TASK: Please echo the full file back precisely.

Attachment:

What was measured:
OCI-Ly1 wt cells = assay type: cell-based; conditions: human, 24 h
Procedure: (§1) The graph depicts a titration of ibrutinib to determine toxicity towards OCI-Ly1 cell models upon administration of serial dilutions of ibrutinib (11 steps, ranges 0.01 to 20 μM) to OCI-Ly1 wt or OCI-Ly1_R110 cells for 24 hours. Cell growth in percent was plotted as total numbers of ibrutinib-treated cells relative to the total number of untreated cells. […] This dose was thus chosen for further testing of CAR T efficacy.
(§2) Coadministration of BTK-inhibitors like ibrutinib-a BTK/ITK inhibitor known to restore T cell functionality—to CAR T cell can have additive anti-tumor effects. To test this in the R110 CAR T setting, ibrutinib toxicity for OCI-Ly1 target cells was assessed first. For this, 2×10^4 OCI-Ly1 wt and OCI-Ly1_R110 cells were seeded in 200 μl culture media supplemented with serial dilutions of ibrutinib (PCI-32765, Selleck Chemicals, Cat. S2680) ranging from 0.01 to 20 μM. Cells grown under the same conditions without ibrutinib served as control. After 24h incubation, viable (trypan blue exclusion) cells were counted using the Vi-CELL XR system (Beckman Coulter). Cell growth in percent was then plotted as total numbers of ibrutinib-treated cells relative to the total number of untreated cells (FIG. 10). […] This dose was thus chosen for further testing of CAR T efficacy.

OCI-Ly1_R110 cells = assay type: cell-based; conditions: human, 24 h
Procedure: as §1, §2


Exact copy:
What was measured:
OCI-Ly1 wt cells = assay type: cell-based; conditions: human, 24 h
Procedure: (§1) The graph depicts a titration of ibrutinib to determine toxicity towards OCI-Ly1 cell models upon administration of serial dilutions of ibrutinib (11 steps, ranges 0.01 to 20 μM) to OCI-Ly1 wt or OCI-Ly1_R110 cells for 24 hours. Cell growth in percent was plotted as total numbers of ibrutinib-treated cells relative to the total number of untreated cells. […] This dose was thus chosen for further testing of CAR T efficacy.
(§2) Coadministration of BTK-inhibitors like ibrutinib-a BTK/ITK inhibitor known to restore T cell functionality—to CAR T cell can have additive anti-tumor effects. To test this in the R110 CAR T setting, ibrutinib toxicity for OCI-Ly1 target cells was assessed first. For this, 2×10^4 OCI-Ly1 wt and OCI-Ly1_R110 cells were seeded in 200 μl culture media supplemented with serial dilutions of ibrutinib (PCI-32765, Selleck Chemicals, Cat. S2680) ranging from 0.01 to 20 μM. Cells grown under the same conditions without ibrutinib served as control. After 24h incubation, viable (trypan blue exclusion) cells were counted using the Vi-CELL XR system (Beckman Coulter). Cell growth in percent was then plotted as total numbers of ibrutinib-treated cells relative to the total number of untreated cells (FIG. 10). […] This dose was thus chosen for further testing of CAR T efficacy.

OCI-Ly1_R110 cells = assay type: cell-based; conditions: human, 24 h
Procedure: as §1, §2